Samuel Payzant holds the model of a hip replacement. Physical Therapist Assistants help patients recover mobility following surgery, injury or other impairment.

Samuel Payzant holds the model of a hip replacement. Physical Therapist Assistants help patients recover mobility following surgery, injury or other impairment.

Samuel Payzant has seen firsthand how physical therapy can change lives.

His wife suffered a brain injury as a teenager, and has undergone physical therapy for the last 20 years. Once in a wheelchair with impaired speech and vision, she has since recovered her speech, walks with a cane and made more of a recovery than the doctors initially thought possible.

“Being a part of her recovery showed me how important it is to include the human need for wholeness and integrating goals, lifestyle and motivations into recovery,” said Payzant, who is graduating from the Physical Therapist Assistant program in May.

The Elmira-area resident recently won the Vanguard Award, which is administered by the New York State Nontraditional Employment & Training (NET) Program. The award goes to outstanding students in fields that are considered non-traditional for their gender. This isn’t his first non-traditional career, however. He graduated with a bachelor’s degree in elementary education from Mansfield University, with the intention of entering the field.

Unfortunately, he ended up looking for a job at precisely the same time many school districts were laying off teachers in the wake of the recession. While Payzant worked as a substitute teacher for years and then as a student debt collector, he wasn’t able to secure a full-time job in the field. It was time for a career change.

His wife’s physical therapist and his aunt, who works as a sports PT, both recommended the program. Additionally, his sister Hannah Meyn, a SUNY Broome Nursing graduate and a nurse at UHS Wilson Hospital, also recommended looking into SUNY Broome.

The program is demanding, but helps students develop the skills and knowledge they need. Students also work together as a class, developing the teamwork mindset they will need in the field.

“The resources and the support are there to do well if you want to,” Payzant said.

Helping fellow students

At SUNY Broome, Payzant shared his talents as a biology tutor for the Learning Assistance Department and as a Supplemental Instruction (SI) leader for BIO 090/131.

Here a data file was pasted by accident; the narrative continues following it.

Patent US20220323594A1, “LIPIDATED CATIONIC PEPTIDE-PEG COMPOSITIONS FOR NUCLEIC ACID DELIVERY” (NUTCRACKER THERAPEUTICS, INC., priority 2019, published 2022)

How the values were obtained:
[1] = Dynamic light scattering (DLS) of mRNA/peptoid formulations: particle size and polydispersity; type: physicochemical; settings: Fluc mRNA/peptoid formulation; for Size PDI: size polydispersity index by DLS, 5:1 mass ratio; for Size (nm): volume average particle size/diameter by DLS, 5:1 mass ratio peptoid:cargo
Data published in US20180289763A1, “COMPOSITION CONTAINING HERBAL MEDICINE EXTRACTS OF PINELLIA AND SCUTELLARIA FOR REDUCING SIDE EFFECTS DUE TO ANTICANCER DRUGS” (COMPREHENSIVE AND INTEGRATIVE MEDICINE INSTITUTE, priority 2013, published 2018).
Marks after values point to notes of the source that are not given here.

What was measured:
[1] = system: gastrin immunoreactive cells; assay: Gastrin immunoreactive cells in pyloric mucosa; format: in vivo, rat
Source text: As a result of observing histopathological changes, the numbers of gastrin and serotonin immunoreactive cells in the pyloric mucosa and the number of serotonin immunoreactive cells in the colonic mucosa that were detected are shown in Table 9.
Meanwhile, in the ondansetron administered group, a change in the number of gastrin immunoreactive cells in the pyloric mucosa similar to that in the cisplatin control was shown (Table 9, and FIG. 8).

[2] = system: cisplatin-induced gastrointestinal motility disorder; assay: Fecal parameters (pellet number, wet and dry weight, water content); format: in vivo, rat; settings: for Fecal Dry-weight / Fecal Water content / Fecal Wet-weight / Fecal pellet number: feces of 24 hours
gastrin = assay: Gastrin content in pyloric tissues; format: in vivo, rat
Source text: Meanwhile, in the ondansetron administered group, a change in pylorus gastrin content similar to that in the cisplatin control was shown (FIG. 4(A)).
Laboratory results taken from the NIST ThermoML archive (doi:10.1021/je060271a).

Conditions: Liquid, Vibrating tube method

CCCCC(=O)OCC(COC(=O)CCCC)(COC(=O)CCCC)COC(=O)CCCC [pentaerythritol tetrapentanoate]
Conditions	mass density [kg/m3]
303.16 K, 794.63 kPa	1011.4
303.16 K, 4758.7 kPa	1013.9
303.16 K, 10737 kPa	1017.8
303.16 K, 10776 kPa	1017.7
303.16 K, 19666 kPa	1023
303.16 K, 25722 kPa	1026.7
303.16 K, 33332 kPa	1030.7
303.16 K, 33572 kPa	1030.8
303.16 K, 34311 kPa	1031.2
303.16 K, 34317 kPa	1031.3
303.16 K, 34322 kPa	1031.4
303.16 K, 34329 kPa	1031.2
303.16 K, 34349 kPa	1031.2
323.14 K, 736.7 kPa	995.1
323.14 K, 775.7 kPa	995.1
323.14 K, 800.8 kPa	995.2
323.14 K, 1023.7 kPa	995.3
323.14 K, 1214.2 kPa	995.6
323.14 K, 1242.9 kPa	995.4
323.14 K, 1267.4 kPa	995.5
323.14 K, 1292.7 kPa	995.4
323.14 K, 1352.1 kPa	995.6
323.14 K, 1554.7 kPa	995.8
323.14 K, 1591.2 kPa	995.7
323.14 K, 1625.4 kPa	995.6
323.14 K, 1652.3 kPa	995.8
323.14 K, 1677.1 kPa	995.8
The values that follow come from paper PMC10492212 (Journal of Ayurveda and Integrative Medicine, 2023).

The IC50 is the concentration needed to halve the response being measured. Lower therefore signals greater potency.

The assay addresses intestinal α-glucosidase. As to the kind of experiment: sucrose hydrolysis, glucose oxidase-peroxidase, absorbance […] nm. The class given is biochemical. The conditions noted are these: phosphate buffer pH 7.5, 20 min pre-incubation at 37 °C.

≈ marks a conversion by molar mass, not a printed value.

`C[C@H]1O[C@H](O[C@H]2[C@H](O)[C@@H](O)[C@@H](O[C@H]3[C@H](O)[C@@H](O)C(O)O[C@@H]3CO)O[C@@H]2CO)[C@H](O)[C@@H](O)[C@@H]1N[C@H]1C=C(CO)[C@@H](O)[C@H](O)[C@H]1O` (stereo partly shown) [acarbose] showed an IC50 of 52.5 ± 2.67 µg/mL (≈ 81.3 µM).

“A few students told they passed because of the help I provided them in SI.  I was happy to be a part of the success of all the students I worked with,” he said.

He also participated in the new peer mentoring community internship with Dr. John Pierog, helping develop the program for future students. The first five weeks of the course prepare mentors to help incoming freshmen with writing, navigating the campus and taking advantage of campus resources, Payzant explained. Then mentors are assigned to students, helping them succeed in their first semester.

Payzant also became one of the PTA class officers during his time at SUNY Broome. He received the Judith C Peckham and Steven L Amell scholarships from the Broome Community College Foundation and plans to pay it forward, establishing a scholarship in honor of his sister Hannah, who passed away last October.

Creating a caring environment

Samuel can be considered a non-traditional student in two ways: by gender and by age. His classes are typically about two-thirds female and one-third male, he said. As someone who earned a prior degree in elementary education, he is accustomed to being in the minority, gender-wise.

“I’m more of a soft-spoken, quiet person, which puts me in that kind of field where there is a more caring, nurturing environment,” he explained.

In his 30s, he’s also a little older than the traditional college student and he acknowledges the challenge in balancing coursework with the needs of a household. Despite the bumps in the road, the journey will help him achieve his end goal: to have a positive impact on the life of others.

While working through the PTA program, he also became a certified personal trainer (CPT) and corrective exercise specialist (CES) through online classes with the National Academy of Sports Medicine. After graduating, he hopes to work as a Physical Therapist Assistant in a hospital or outpatient setting, supplemented by a side career as a corrective exercise specialist, working with people who want assistance in returning to function. Many insurance companies only pay for 20 physical therapy visits per year, and work with a CES – while out of pocket – is an affordable option for those who are over the annual limit.

“Working hard to provide care and service to others is the essential foundation of a career in healthcare and offers me the greatest opportunity to have a positive impact on the world,” he said.


Tags: ,